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Vaccination Programs | Esco VacciXcell

Vaccination Programs

Similar to terrestrial animals, misuse of antibiotics to control these infectious diseases could lead to the generation of antimicrobial resistance (AMR). Fishes may ingest different doses of the antibiotic, which in excess, accumulate in the fish tissue. Organisms in fish tissues under antibiotic stress would be promoted to produce antibiotic resistance genes (ARGs). These would eventually be released to the local aquatic system and facilitated to contaminate nearby farms. Combined with proper farm management through good hygiene and limited stress, vaccination is an important key to combat infectious diseases and reducing AMR generation.

Although part of the global aquaculture, molluscs and aquatic plants do not possess advanced immune system for vaccines to be effective.

An aquatic veterinarian or fish health specialist/professional should be consulted to determine the appropriate licensed vaccines to use and also when developing autogenous vaccines for specific pathogen and fish farm.

Common Diseases/Pathogens affecting Aquaculture Industry

Bacterial Viral

Fishes

Aeromonas hydrophila
Aeromonas salmonicida
Flavobacterium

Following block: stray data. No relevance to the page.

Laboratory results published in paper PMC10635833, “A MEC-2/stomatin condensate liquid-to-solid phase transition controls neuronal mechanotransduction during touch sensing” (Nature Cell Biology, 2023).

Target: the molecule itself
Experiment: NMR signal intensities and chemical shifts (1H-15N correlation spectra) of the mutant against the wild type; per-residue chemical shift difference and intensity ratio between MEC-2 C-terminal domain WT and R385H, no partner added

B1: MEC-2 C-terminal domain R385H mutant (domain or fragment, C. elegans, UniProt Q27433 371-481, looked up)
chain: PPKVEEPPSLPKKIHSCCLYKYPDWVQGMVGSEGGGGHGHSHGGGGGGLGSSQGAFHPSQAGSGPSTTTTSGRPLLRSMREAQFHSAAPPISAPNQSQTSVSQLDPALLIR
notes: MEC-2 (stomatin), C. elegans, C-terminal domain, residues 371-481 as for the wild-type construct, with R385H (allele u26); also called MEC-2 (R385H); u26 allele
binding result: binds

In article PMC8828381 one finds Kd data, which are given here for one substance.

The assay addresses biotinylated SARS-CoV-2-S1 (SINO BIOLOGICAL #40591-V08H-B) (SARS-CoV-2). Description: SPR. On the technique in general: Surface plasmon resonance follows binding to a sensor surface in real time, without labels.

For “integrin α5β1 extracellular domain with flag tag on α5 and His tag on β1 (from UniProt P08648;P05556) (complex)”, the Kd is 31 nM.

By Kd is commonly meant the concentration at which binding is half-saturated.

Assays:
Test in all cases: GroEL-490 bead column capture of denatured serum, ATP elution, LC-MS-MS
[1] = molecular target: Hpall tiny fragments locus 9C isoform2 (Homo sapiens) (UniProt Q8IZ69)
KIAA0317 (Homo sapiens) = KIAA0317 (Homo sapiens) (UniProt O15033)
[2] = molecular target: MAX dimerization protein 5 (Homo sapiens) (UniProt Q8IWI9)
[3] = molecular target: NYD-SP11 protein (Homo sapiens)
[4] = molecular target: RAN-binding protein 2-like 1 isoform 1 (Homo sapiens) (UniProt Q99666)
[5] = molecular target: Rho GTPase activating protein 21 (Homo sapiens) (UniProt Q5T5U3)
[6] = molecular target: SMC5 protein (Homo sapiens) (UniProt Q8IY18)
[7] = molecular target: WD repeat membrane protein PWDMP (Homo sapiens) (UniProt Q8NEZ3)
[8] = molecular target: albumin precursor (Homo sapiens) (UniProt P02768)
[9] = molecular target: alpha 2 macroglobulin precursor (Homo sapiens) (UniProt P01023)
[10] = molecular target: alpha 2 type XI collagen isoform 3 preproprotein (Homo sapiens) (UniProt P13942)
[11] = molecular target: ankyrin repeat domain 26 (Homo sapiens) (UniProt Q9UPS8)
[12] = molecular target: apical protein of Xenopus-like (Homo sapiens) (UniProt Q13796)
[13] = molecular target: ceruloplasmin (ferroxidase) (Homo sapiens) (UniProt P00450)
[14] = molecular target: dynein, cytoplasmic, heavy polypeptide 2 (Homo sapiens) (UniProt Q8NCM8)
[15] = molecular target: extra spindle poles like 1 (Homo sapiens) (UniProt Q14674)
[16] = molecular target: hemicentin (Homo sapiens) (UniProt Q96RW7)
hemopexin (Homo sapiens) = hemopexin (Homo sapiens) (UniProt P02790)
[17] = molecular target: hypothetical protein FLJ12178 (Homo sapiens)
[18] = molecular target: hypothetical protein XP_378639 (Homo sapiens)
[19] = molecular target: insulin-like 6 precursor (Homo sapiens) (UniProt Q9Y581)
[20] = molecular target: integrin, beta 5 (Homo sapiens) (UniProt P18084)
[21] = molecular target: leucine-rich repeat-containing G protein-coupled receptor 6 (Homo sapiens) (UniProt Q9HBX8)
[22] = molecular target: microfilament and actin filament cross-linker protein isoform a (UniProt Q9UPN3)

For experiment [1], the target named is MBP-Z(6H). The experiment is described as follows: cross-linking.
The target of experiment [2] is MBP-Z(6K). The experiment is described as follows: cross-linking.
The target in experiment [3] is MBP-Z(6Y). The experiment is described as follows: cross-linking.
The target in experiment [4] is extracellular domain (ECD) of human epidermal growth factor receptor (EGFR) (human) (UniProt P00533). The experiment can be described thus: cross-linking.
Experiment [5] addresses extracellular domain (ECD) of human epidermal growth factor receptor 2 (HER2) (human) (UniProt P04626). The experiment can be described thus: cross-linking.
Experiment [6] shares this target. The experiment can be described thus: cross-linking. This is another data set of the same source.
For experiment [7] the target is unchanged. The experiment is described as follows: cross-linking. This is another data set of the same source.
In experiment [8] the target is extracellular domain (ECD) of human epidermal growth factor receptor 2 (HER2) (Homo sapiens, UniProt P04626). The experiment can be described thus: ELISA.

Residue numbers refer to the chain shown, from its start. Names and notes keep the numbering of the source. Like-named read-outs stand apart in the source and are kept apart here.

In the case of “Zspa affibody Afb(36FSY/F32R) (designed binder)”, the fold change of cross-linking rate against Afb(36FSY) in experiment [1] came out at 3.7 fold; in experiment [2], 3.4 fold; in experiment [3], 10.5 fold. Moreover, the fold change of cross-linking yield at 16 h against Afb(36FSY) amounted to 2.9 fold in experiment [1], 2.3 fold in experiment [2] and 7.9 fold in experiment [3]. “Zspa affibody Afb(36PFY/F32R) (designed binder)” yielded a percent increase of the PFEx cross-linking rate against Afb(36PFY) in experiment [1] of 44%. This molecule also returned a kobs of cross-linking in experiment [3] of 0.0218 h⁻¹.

pyschrophilum
Lactococciosis
Moritella viscosa
Pseudomonas fluorescnes
Photobacterium
Renibacterium
salmoninarum
Streptococciosis
Tenacibacullum maritimum
Vibrio anguillarum
Vibrio salmonicida
Yersinia ruckeri
Infectios haemopoietic necrosis virus (IHN)
Infectious pancreatic necrosis virus (IPN)
Infectious salmon anemia virus (ISAV)
Lymphocystis disease virus (LCDV)
Nodavirus infection (VER)
Red Seabream Iridovirus (RSIV)
Channel catfish virus disease (CCV)
Spring viermia of carp (SVCV)
Grass carp hemorrhage disease (GCHDV)
Pancreas disease virus (PDV)
Salmon pox
Viral haemorrhagic septicemia virus (VHSV)
Viral nervous necrosis/SJNNV

Shrimps/Prawns

Necrotizing hepatopancreatitis (NHP)
Vibrio (V. alginolyticus, V. costicola, V. harveyi, V. splendidus, and V. parahaemolyticus) Photobacterium
White spot syndrome virus (WSSV)
White spot baculovirus (WSBV)
Taura syndrome virus (TSV)
Yellowhead virus (YHV)
Infectious hypodermal and haematopoietic necrosis virus (IHHNV)

Aquaculture vaccination is usually administered in small juveniles/larvae and revaccination may be needed depending on possible outbreaks on nearby areas and the long-term protection of vaccines.

In addition to hygiene and stress, species variety and temperature also affects the effectiveness of the vaccine administered. Some species differ eliciting immune response effective for a given fish pathogen. Seabass, including barramundi, acclimated to warm temperatures have detectable antibodies after one week of immunization

Barramundi Diseases and Vaccine Production
References:
  1. Mutoloki, S., Munang'andu, H. M., & Evensen, Ø. (2015). Oral Vaccination of Fish - Antigen Preparations, Uptake, and Immune Induction. Frontiers in immunology, 6, 519. doi:10.3389/fimmu.2015.00519
  2. Salama, N.K., & Murray, A.G. (2011). Farm size as a factor in hydrodynamic transmission of pathogens in aquaculture fish production.
  3. Siripornadulsil S., Dabrowski K., Sayre R. Microalgal vaccines. Adv. Exp. Med. Biol. 2007;616:122–128
  4. Sommerset I., Krossøy B., Biering E., Frost P. Vaccines for fish in aquaculture. Expert Review of Vaccines. 2005;4(1):89-101.
  5. Use of Vaccines in Finfish Aquaculture. The Fish Site. https://thefishsite.com/articles/use-of-vaccines-in-finfish-aquaculture